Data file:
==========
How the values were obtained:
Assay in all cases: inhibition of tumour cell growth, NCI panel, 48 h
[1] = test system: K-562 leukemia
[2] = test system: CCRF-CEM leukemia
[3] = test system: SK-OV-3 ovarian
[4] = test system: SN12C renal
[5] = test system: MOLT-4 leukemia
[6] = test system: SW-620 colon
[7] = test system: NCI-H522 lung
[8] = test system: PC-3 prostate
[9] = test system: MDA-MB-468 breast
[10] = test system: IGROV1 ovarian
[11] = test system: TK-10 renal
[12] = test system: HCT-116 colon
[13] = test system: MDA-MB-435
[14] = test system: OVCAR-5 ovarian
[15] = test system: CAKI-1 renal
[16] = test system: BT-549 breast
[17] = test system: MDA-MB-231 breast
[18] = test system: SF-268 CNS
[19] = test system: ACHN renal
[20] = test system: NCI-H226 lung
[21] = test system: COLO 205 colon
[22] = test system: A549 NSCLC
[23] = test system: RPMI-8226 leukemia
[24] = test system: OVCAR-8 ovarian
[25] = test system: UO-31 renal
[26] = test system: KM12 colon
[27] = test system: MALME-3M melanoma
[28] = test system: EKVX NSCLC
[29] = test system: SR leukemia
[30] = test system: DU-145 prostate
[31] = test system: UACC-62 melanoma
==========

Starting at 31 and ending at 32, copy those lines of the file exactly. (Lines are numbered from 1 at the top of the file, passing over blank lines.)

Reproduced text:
[29] = test system: SR leukemia
[30] = test system: DU-145 prostate